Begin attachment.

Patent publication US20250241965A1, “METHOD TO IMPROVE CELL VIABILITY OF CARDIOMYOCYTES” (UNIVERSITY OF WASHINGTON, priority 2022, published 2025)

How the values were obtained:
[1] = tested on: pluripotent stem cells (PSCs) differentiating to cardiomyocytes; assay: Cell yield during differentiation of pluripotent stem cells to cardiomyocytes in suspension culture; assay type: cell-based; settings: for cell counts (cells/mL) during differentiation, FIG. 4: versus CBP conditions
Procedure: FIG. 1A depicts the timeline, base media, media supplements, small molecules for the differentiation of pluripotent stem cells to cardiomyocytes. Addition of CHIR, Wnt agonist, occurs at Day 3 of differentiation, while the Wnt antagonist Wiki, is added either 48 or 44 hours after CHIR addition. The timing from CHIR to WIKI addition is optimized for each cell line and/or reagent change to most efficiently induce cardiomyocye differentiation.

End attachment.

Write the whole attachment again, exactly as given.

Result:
Patent publication US20250241965A1, “METHOD TO IMPROVE CELL VIABILITY OF CARDIOMYOCYTES” (UNIVERSITY OF WASHINGTON, priority 2022, published 2025)

How the values were obtained:
[1] = tested on: pluripotent stem cells (PSCs) differentiating to cardiomyocytes; assay: Cell yield during differentiation of pluripotent stem cells to cardiomyocytes in suspension culture; assay type: cell-based; settings: for cell counts (cells/mL) during differentiation, FIG. 4: versus CBP conditions
Procedure: FIG. 1A depicts the timeline, base media, media supplements, small molecules for the differentiation of pluripotent stem cells to cardiomyocytes. Addition of CHIR, Wnt agonist, occurs at Day 3 of differentiation, while the Wnt antagonist Wiki, is added either 48 or 44 hours after CHIR addition. The timing from CHIR to WIKI addition is optimized for each cell line and/or reagent change to most efficiently induce cardiomyocye differentiation.